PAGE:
Alfred remained silent, even after Arthur ended his speech. Arthur figured the alpha hadn't expected such a degree of bitterness by Arthur's part. On the other hand, Arthur felt slightly better. Even though the Englishman lived as a hermit, he did enjoy to talk to others from time to time. And now, after having shared his feelings, Arthur felt as if he had removed a great weight from his shoulders.
Nevertheless, Alfred had to leave now. There was absolutely nothing else he could do that would help Arthur heal faster, the alpha had to know that. And, as much of a stooge Alfred had been in the past, the man wasn't a sadist.
Alfred took a step closer to the omega.
"I… I don't know what to say," he confessed. "I'm sorry, Arthur. I'm so—"
"Shush, have you not been listening? I said I don't want your pity," Arthur dismissed the alpha's apology. "If you may, tell Peter my intentions were always the best for him. I hope he's happy now," Arthur murmured to himself. Then, he looked at Alfred's figure. "I wish you the best, too. Please, send my regards to Sunny, would you?" Arthur hadn't even met Alfred's wife, although he had a pretty vivid image of the omega. Arthur wondered briefly if she would cook better than him.
Stupid, of course she would. Everyone cooks better than you, he thought.
Alfred left a few minutes later. He told Arthur he would always be welcome in their home, and that, if Arthur ever wanted to talk, the alpha would listen. They even hugged before Alfred left, but it was a static, rigid, gesture.
In the end, Alfred told Arthur he'd wished everything wouldn't have to be that way. Arthur didn't question it, and instead agreed in silence.
When he was alone again, Arthur cried. He sat on the floor, hugging his knees, and sobbed until Arthur was sure his face was as red as a rose.
Arthur felt disgusted. He wondered why'd he turn out to be an omega, and what would've happened if he had been an alpha instead. Certainly, Arthur's salary would be higher, the omega thought sourly. And betas and omegas wouldn't dare to mock him. Alphas, maybe, but who cared? That would've been an improvement on the current situation he was living.
But he wasn't an alpha. Arthur would never be an alpha. He had carried an alpha son, which usually was a pride to families, but said son had despised Arthur. He had mated, true, but said mate had abandoned him for someone else, to whom he was married now.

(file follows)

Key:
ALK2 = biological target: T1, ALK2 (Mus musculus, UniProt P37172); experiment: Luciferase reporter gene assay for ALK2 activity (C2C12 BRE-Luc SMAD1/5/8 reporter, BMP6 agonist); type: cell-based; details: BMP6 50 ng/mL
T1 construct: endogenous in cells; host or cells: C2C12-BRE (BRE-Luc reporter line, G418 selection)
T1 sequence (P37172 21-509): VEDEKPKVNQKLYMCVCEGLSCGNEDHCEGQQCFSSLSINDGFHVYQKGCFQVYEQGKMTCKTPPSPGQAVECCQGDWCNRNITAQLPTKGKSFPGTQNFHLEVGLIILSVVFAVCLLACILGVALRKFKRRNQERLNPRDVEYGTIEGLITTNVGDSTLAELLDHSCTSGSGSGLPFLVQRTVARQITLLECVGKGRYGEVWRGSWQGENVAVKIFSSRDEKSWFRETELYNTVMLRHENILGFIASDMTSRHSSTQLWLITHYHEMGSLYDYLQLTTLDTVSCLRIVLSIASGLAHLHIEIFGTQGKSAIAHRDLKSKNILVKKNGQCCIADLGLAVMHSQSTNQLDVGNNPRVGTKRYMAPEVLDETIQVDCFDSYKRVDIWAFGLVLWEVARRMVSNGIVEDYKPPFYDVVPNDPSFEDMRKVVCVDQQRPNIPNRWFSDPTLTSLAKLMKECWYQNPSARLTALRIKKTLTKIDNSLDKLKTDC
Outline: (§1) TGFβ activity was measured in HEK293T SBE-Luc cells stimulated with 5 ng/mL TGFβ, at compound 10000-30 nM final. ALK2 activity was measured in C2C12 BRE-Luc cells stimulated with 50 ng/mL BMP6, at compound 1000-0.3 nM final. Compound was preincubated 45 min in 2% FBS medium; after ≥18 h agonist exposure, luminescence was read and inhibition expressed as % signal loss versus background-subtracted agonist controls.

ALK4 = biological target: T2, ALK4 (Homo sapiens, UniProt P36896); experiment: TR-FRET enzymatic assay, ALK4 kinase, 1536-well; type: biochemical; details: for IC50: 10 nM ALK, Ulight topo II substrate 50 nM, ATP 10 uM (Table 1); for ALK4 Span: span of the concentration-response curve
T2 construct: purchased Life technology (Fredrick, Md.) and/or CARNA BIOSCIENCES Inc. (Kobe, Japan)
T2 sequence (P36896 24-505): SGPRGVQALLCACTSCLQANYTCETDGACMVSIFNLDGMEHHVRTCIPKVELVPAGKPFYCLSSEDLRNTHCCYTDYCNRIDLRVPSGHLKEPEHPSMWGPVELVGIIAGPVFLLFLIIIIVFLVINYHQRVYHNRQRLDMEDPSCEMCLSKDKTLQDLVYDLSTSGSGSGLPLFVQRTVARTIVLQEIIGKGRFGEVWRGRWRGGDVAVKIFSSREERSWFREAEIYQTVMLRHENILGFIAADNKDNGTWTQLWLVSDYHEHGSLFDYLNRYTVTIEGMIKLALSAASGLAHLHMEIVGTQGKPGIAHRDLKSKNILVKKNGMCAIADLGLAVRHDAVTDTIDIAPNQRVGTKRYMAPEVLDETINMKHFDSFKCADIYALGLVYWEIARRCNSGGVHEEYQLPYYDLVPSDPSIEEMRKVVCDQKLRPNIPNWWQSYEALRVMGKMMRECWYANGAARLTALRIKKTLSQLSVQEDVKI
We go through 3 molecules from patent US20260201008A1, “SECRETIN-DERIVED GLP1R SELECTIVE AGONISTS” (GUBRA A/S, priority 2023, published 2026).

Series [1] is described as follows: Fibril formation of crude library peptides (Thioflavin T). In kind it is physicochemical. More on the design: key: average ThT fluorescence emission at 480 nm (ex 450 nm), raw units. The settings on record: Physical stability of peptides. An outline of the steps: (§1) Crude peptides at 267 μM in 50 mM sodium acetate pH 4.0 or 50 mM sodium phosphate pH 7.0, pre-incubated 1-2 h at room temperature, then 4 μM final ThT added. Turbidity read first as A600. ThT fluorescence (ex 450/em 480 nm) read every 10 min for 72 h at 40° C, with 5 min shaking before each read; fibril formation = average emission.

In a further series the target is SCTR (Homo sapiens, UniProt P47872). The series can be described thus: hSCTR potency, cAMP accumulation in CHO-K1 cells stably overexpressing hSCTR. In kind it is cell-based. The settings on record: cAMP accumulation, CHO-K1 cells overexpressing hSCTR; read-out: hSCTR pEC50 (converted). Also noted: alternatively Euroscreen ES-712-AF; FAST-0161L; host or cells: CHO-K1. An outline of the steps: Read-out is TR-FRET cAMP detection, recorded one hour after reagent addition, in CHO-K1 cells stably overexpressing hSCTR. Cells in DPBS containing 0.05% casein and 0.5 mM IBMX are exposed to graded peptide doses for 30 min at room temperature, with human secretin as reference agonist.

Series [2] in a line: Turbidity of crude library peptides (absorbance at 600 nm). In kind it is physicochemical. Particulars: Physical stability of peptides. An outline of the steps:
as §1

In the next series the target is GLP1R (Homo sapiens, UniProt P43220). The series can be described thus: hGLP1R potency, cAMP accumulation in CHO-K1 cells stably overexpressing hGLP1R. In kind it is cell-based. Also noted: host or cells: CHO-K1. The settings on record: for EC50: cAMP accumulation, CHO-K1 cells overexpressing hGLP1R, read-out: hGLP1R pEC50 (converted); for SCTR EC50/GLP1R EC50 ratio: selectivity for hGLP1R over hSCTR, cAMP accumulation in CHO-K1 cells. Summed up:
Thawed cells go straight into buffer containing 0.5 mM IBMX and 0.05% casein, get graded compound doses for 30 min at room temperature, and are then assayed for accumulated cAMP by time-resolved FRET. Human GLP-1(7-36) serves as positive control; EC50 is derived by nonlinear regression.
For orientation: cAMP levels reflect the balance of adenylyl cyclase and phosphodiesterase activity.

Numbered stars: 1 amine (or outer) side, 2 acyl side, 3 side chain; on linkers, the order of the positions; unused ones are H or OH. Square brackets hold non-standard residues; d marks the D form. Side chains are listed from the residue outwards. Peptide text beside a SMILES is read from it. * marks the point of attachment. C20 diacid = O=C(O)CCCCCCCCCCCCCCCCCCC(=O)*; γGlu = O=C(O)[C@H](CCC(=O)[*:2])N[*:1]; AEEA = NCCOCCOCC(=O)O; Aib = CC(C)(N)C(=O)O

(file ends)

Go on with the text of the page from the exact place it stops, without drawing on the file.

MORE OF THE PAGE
In addition, now that Alfred wouldn't have to pay for Peter's maintenance, Arthur would surely have to say goodbye to his house. He knew that, if asked, the alpha would offer to keep paying, but Arthur's situation was already so despicable he wouldn't dare to make it worse for his own dignity.
So Arthur cried more, wondering when did everything start to twist. He wondered, as Alfred had said, why did everything had to be that way, and then arrived to the conclusion the problem wasn't on others, but on himself. Arthur had been the strange one, the different one. And the world didn't appreciate people being different. Sure, occasionally they would blabber about the importance of being oneself, but they'd often only refer to the spectrum that was socially acceptable.
His attention span soon focused on one of the metal bars that consisted the curtain pole of the dinner room. Arthur stared at it, with an almost child-like curiosity, as realization invaded him.
With dizziness keeping him from thinking properly, Arthur tried to remember where he had left the belt he'd often use when the company he worked on demanded a formal attire.
And so, he walked through the house, like an animal searching for water. Like a flower searching for the last rays of sunshine.
And then, Arthur saw the stars.
He recoiled, shame running through his spine, while staring fully on those bright entities that had witnessed his desires in a laconic manner. The stars started to leave a hypnotic effect on Arthur, who seemed to have sobered up.
He couldn't do it. Arthur was miserable, indeed, but he had born the same way every other villager in town. They all had the same right to living, so interrupting his existence because of them appeared to be a rather abominable death.
Instead, he went to his room, leaving the scene with a smile on his face. Arthur wasn't happy but, somehow, his emerging nervousness gave him a feeling of comfort, just aware of the myriad of possibilities life had yet to offer him.
When lying on his bed, Arthur caressed his cheek, as a mechanism of reassurance. The tears were starting to dry. He hugged the closest pillow. The nest was fluffy and warm, making him feel as in some kind of palace, away from all those unfavorable events.
Arthur wasn't one to run away. He knew it, and he wasn't planning on doing it so. Arthur would, finally, start to cherish life, while stop caring about what he, omega or not, was supposed to do in eyes of others.
And, if no one would love him because of that, it wouldn't matter, thought the broken omega; he'd just have to start loving himself. And, as difficult as that task appeared to be, Arthur just knew that'd be an effort he was willing to take